Platelet Rich Plasma – PRP and Hair Growth
Platelet Rich Plasma (PRP) has been hinted at and suggested as a possible treatment for hair loss. Using growth factors as a means of restoring hair as well as preventing hair loss has been an ongoing project in the field of hair restoration. The PRP that is extracted from the patient’s own blood contains proteins such as growth factors and is used as a potential hair restoration treatment by some centers.
PRP is extracted from the non-cellular component of blood. PRP includes platelets and growth factors. The plasma extracted from a patient’s blood in an outpatient setting contains growth factors such as:
- Platelet-Derived Growth Factor (PDGF)
- Transforming Growth-Factor-Beta (TGF-b)
- Vascular Endothelial Growth Factor (VEGF)
- Epidermal Growth Factor (EGF)
- Fibroblast Growth Factor-2 (FGF-2)
- Insulin Like Growth Factor – (IGF)
These growth factors help with several stages of healing after a patient suffers from injuries or inflammatory conditions.
The presence of the above factors is the reason PRP injections have been linked to treating a variety of medical conditions by promoting tissue and organ healing as well as soft tissue inflammation tendon/fascia/muscles injuries. Since some of these growth factors are also involved in the growth of hair, it has been assumed that PRP could be used as an option to treat baldness.
Harvesting PRP is actually a simple process that involves collecting blood from a patient and separating the plasma from it by spinning it in a centrifuge device. The separation process splits the cellular elements inside the blood, such as the RBCs (Red Blood Cells) and WBCs (White Blood Cells), from the plasma (liquid) part of the blood that has growth factors and platelets.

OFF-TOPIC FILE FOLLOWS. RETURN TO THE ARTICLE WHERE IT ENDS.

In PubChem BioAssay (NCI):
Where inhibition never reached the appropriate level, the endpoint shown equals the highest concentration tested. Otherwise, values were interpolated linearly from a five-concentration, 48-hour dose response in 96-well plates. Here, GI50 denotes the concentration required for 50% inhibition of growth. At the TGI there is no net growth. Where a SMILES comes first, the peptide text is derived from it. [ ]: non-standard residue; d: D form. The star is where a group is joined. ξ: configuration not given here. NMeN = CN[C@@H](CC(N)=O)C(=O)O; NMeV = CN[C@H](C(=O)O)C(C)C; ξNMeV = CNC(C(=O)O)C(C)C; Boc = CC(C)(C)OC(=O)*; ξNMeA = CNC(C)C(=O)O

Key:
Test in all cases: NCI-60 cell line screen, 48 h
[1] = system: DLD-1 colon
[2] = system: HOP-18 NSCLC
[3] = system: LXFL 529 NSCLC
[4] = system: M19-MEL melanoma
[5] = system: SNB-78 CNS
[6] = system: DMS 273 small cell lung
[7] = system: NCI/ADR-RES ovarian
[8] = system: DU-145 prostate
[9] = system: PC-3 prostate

Most studies on PRP were done on a small number of patients with inconsistent results. Many clinicians use PRP by itself as regular injections to the scalp and some use it in conjunction with other hair loss treatments such as hair transplants or medical treatments. The early studies on PRP were not substantiated enough to introduce PRP as an effective treatment of hair loss with long lasting results.
At Johns Hopkins Medical School, we were able to conduct a number of studies using growth factors for wound healing. The issue with using the growth factors for wound healing and other purposes is that these proteins are very labile and are removed from the tissue in just a few minutes. A continuous source of growth factors is needed in order to see any stimulating results on a cellular level that can support a sustaining growth. Our focus of studies at Johns Hopkins wound healing lab was to provide a more continuous source for growth factors that were needed to help wound healing. We have been able to do that in experimental levels through injecting the genes responsible for production of those growth factors to the skin cells. Creating such a mechanism in balding skin seems to be a more promising means of using growth factors for hair growth as well as for wound healing in the future.